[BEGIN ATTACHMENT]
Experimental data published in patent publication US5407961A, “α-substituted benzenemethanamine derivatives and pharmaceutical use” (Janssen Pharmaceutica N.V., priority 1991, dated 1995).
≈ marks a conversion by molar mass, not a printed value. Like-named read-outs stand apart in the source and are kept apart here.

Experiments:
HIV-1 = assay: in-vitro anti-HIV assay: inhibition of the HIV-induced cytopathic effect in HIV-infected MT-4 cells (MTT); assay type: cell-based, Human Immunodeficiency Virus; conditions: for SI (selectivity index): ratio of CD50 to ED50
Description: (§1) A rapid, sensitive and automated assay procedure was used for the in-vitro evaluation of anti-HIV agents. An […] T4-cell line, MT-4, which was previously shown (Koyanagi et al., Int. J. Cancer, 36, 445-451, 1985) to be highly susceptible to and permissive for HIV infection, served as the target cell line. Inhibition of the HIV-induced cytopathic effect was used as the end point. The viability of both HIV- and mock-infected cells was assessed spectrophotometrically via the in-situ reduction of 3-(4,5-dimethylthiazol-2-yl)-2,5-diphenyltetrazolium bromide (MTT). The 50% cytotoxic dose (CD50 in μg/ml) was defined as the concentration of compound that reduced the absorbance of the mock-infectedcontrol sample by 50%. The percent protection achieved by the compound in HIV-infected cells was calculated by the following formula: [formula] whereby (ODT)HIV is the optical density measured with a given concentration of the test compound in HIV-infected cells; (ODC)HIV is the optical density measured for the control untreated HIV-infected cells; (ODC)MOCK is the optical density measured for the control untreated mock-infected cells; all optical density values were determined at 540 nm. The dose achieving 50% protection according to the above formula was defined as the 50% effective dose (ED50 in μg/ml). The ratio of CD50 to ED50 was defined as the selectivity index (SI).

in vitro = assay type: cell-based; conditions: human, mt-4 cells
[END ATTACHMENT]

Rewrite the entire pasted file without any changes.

Experimental data published in patent publication US5407961A, “α-substituted benzenemethanamine derivatives and pharmaceutical use” (Janssen Pharmaceutica N.V., priority 1991, dated 1995).
≈ marks a conversion by molar mass, not a printed value. Like-named read-outs stand apart in the source and are kept apart here.

Experiments:
HIV-1 = assay: in-vitro anti-HIV assay: inhibition of the HIV-induced cytopathic effect in HIV-infected MT-4 cells (MTT); assay type: cell-based, Human Immunodeficiency Virus; conditions: for SI (selectivity index): ratio of CD50 to ED50
Description: (§1) A rapid, sensitive and automated assay procedure was used for the in-vitro evaluation of anti-HIV agents. An […] T4-cell line, MT-4, which was previously shown (Koyanagi et al., Int. J. Cancer, 36, 445-451, 1985) to be highly susceptible to and permissive for HIV infection, served as the target cell line. Inhibition of the HIV-induced cytopathic effect was used as the end point. The viability of both HIV- and mock-infected cells was assessed spectrophotometrically via the in-situ reduction of 3-(4,5-dimethylthiazol-2-yl)-2,5-diphenyltetrazolium bromide (MTT). The 50% cytotoxic dose (CD50 in μg/ml) was defined as the concentration of compound that reduced the absorbance of the mock-infectedcontrol sample by 50%. The percent protection achieved by the compound in HIV-infected cells was calculated by the following formula: [formula] whereby (ODT)HIV is the optical density measured with a given concentration of the test compound in HIV-infected cells; (ODC)HIV is the optical density measured for the control untreated HIV-infected cells; (ODC)MOCK is the optical density measured for the control untreated mock-infected cells; all optical density values were determined at 540 nm. The dose achieving 50% protection according to the above formula was defined as the 50% effective dose (ED50 in μg/ml). The ratio of CD50 to ED50 was defined as the selectivity index (SI).

in vitro = assay type: cell-based; conditions: human, mt-4 cells